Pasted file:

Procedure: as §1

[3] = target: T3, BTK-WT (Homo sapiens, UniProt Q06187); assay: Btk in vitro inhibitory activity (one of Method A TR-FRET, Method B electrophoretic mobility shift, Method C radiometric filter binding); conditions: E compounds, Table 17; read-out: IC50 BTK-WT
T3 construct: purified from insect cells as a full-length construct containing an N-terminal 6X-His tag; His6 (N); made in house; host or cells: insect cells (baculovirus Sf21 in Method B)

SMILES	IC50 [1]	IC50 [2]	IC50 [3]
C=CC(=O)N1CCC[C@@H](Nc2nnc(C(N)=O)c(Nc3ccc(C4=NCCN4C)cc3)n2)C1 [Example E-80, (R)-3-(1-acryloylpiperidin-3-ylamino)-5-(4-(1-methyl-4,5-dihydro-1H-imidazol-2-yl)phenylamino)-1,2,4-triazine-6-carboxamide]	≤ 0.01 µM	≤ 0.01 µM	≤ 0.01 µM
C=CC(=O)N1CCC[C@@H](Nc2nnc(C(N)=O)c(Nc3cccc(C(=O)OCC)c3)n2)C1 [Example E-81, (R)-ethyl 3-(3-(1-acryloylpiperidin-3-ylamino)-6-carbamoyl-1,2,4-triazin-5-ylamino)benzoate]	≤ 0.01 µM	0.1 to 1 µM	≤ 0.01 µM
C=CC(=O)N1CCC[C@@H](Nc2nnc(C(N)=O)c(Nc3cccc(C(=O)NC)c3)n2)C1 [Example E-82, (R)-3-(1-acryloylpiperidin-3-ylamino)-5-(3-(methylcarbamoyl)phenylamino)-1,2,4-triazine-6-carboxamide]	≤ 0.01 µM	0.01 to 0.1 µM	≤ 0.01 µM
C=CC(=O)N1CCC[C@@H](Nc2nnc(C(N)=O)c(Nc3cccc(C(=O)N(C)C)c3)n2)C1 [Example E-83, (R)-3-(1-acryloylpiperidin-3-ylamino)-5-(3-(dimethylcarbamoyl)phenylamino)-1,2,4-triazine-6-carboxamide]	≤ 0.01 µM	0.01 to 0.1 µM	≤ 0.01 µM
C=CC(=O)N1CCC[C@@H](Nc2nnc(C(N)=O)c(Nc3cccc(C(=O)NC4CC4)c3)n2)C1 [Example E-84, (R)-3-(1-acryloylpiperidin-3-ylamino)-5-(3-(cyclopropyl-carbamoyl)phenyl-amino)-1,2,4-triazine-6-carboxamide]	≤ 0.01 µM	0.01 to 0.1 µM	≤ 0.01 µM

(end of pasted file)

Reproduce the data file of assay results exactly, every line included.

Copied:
Procedure: as §1

[3] = target: T3, BTK-WT (Homo sapiens, UniProt Q06187); assay: Btk in vitro inhibitory activity (one of Method A TR-FRET, Method B electrophoretic mobility shift, Method C radiometric filter binding); conditions: E compounds, Table 17; read-out: IC50 BTK-WT
T3 construct: purified from insect cells as a full-length construct containing an N-terminal 6X-His tag; His6 (N); made in house; host or cells: insect cells (baculovirus Sf21 in Method B)

SMILES	IC50 [1]	IC50 [2]	IC50 [3]
C=CC(=O)N1CCC[C@@H](Nc2nnc(C(N)=O)c(Nc3ccc(C4=NCCN4C)cc3)n2)C1 [Example E-80, (R)-3-(1-acryloylpiperidin-3-ylamino)-5-(4-(1-methyl-4,5-dihydro-1H-imidazol-2-yl)phenylamino)-1,2,4-triazine-6-carboxamide]	≤ 0.01 µM	≤ 0.01 µM	≤ 0.01 µM
C=CC(=O)N1CCC[C@@H](Nc2nnc(C(N)=O)c(Nc3cccc(C(=O)OCC)c3)n2)C1 [Example E-81, (R)-ethyl 3-(3-(1-acryloylpiperidin-3-ylamino)-6-carbamoyl-1,2,4-triazin-5-ylamino)benzoate]	≤ 0.01 µM	0.1 to 1 µM	≤ 0.01 µM
C=CC(=O)N1CCC[C@@H](Nc2nnc(C(N)=O)c(Nc3cccc(C(=O)NC)c3)n2)C1 [Example E-82, (R)-3-(1-acryloylpiperidin-3-ylamino)-5-(3-(methylcarbamoyl)phenylamino)-1,2,4-triazine-6-carboxamide]	≤ 0.01 µM	0.01 to 0.1 µM	≤ 0.01 µM
C=CC(=O)N1CCC[C@@H](Nc2nnc(C(N)=O)c(Nc3cccc(C(=O)N(C)C)c3)n2)C1 [Example E-83, (R)-3-(1-acryloylpiperidin-3-ylamino)-5-(3-(dimethylcarbamoyl)phenylamino)-1,2,4-triazine-6-carboxamide]	≤ 0.01 µM	0.01 to 0.1 µM	≤ 0.01 µM
C=CC(=O)N1CCC[C@@H](Nc2nnc(C(N)=O)c(Nc3cccc(C(=O)NC4CC4)c3)n2)C1 [Example E-84, (R)-3-(1-acryloylpiperidin-3-ylamino)-5-(3-(cyclopropyl-carbamoyl)phenyl-amino)-1,2,4-triazine-6-carboxamide]	≤ 0.01 µM	0.01 to 0.1 µM	≤ 0.01 µM